Sashiburi desu. Thank you to the new followers even though I haven’t been updating this blog as consistently as I want to! Now enough of real drama, and on to reel dramas. I find it interesting that two ongoing dramas in South Korea and Taiwan tackle, well, dramas: KING OF DRAMAS (KOD) and DRAMA GO GO GO (DGGG!)!
KOD and DGGG! have so many things in common: they tackle the behind-the-scenes of making a drama, the lead female character is a writer and there are two main characters that are actors. The idea of looking behind the drama scenes is very interesting, especially for someone like me who is curious about the inner workings of the industry, more than the finished product.
And this is where the difference between KOD and DGGG! become so glaring. DGGG! is the typical breezy Taiwanese drama from the get-go. From the first episode, it’s as if it’s begging not to be taken seriously. With Jiro Wang, who plays himself but in another incarnation as Eason, it really takes a lot of effort to take it seriously. It makes me wonder why Jiro stars in a lot of dramas when his dramas have all rated low. Or it is the same case as Eason in DGGG! that all the big stars are busy with other projects and he’s the only one available?
It’s a pity because the premise of DGGG! looked promising. A female scriptwriter, on the verge of being a “leftover” and caught up in her own romantic notions, suddenly gets the big break she’s been waiting for. Then there’s this cad of a washed-up actor, played with unbelievable cheerfulness, who uses her to stay in the game. Cad and cheerfulness do not really go together but with another actor, it may have worked. With Jiro, I keep seeing Jiro and not Eason, who experienced fame before and now has to settle with scraps. Ruby Lin is somewhat endearing as Ming Ming, the writer, but sadly, that is overshadowed by the Jiro poison.
Now, about KOD. Those who read this blog would know I am not a fan of K-pop or K-dramas. Been there, done that. But I do watch K-dramas when something interests me and I must admit that I gave KOD a watch because of Siwon. I was expecting the same Siwon I saw in EXTRAVAGANT CHALLENGE, which I never got around to finish. But boy, was I surprised.
Siwon’s Kang Hyeonmin (yes, he is on Twitter @kang_hyeonmin, an account that @siwon407 himself created) may only be a secondary character (and he does not appear until episode 2 or 3… I think), but whenever he is onscreen, he upstages everyone without even trying. Kang Hyeonmin is so different from his straitlaced, Mr Perfect actor role in EXTRAVAGANT CHALLENGE. Kang Hyeonmin is the very opposite. Sure, in front of the cameras, he projects the typical idol who knows how to please the press and the fans, but in private, he is a money-minded, shallow and even dull human being. How Siwon plays it is a hoot and though it begs not to be taken seriously, we all know that somewhere out there, there are actors like him. The role, in fact, was supposedly patterned after a real actor. Yes, the guessing game has been on for some time.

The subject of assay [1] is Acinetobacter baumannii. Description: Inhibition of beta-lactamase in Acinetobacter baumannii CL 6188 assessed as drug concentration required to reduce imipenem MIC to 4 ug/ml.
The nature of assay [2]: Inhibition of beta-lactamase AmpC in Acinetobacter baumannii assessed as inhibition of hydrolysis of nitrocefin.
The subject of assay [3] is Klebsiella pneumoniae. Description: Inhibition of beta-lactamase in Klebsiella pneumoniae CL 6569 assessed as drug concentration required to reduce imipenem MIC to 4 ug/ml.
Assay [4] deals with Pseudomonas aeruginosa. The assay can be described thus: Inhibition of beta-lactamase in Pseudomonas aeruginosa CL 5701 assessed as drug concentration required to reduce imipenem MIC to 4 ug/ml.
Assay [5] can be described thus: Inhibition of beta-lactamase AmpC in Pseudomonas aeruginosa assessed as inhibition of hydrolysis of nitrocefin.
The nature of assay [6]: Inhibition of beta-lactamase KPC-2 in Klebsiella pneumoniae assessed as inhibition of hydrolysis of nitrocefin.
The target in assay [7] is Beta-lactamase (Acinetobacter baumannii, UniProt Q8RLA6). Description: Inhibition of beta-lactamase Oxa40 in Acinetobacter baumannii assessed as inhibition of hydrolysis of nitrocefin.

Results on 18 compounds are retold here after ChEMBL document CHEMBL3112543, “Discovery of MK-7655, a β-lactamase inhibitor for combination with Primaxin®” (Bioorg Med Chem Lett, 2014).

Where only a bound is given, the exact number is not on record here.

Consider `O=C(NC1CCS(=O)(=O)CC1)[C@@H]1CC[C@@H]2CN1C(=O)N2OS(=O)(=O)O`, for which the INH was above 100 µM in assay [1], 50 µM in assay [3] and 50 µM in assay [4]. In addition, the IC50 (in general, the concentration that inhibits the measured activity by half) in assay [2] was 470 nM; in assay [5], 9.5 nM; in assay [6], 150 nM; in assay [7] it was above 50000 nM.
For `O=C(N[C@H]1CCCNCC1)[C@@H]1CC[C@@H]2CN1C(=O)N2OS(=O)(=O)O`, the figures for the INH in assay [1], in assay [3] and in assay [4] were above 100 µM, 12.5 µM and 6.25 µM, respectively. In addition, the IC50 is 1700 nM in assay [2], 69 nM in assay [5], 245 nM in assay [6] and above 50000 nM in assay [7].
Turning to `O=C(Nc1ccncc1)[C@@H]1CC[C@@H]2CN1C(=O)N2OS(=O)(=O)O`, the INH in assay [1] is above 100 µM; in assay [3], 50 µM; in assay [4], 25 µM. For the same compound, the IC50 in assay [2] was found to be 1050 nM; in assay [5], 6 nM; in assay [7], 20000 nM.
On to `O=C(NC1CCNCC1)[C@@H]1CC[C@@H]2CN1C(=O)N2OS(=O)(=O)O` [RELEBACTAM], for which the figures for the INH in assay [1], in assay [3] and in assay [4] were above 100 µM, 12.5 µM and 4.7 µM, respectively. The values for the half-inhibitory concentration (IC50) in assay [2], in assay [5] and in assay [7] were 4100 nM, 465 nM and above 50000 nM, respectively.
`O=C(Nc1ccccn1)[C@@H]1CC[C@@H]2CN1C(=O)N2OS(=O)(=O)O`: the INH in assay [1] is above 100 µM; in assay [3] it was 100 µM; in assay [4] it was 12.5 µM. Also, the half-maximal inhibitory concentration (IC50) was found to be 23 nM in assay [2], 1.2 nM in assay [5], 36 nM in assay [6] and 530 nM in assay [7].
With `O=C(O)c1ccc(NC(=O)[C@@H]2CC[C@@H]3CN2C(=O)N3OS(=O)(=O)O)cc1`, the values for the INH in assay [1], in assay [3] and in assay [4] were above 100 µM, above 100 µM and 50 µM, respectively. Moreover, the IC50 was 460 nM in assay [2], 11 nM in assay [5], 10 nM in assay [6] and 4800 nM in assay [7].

However, Kang Hyeonmin is not the KING referred to in KOD. That title role belongs to Kim Myung Min who plays Anthony Kim, the domineering producer who suffers a downfall and is now moving heaven and hell to get back to the top. Kim Myung Min nails down his portrayal of a heartless man whose only obsession it seems is to make a top-rating drama at whatever cost, even if it means the loss of someone’s life. But as the story progresses, his sad history slowly unravels, and with that also comes the subtle changes in his personality brought out by the other characters around him. Beyond all the machinations considered as common practice in the entertainment world, not to mention the almost caricature portrayal of the anti-heroes, KOD is a heartwarming drama with all the right tension and laugh-out-loud moments (courtesy of Kang Hyeonmin) that makes you feel good, as what dramas are meant to do.
Unfortunately, the Koreans do not seem to agree with the rest of those watching KOD because its ratings have been consistently low. It’s either they want their dramas to be super melodramatic with convoluted plots or they don’t like a drama to make a parody of one of Korea’s most famous exports to the world. But there is hope yet because in the last two episodes, the story arc will center on a debilitating disease; in other words, KOD will go the “melo” way just like how the drama within the drama, Kyungsung Morning, was unable to help itself, in order to win the ratings game. Life imitates fiction?
As for GDDD!, I have stopped at episode 2 and is quite uncertain whether to plod on. Maybe I’ll give episode 5 a watch because apparently, Peter Ho is in a cameo role. He already appeared briefly in episode 1 (or 2?) and he was a hoot, but not as campy as Kang Hyeonmin. I hope that Siwon gets a best supporting actor award for his work in KOD. Not every idol would be willing to play Kang Hyeonmin. Besides, I have seen his other actor roles in dramas and in fairness to him, he makes an effort to differentiate each role unlike, well, Jiro.
So which drama is king? KING OF DRAMAS, hands down.
For reviews/recaps of KOD, of course, where else to go but dramabeans. No idea about GDDD! though.
But I do like GDDD!’s theme song, Our Script, by Jiro:
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